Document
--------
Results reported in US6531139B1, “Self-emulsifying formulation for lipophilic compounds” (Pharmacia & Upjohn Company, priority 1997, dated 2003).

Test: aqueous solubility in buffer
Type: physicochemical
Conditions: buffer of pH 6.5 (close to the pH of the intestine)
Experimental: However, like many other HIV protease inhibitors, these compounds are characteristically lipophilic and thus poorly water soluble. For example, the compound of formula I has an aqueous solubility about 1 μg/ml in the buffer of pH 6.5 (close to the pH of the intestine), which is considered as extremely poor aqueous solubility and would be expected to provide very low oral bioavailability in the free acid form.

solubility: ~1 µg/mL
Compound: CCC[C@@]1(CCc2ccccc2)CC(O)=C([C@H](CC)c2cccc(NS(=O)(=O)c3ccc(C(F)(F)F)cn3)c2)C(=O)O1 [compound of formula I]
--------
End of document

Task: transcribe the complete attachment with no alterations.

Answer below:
Results reported in US6531139B1, “Self-emulsifying formulation for lipophilic compounds” (Pharmacia & Upjohn Company, priority 1997, dated 2003).

Test: aqueous solubility in buffer
Type: physicochemical
Conditions: buffer of pH 6.5 (close to the pH of the intestine)
Experimental: However, like many other HIV protease inhibitors, these compounds are characteristically lipophilic and thus poorly water soluble. For example, the compound of formula I has an aqueous solubility about 1 μg/ml in the buffer of pH 6.5 (close to the pH of the intestine), which is considered as extremely poor aqueous solubility and would be expected to provide very low oral bioavailability in the free acid form.

solubility: ~1 µg/mL
Compound: CCC[C@@]1(CCc2ccccc2)CC(O)=C([C@H](CC)c2cccc(NS(=O)(=O)c3ccc(C(F)(F)F)cn3)c2)C(=O)O1 [compound of formula I]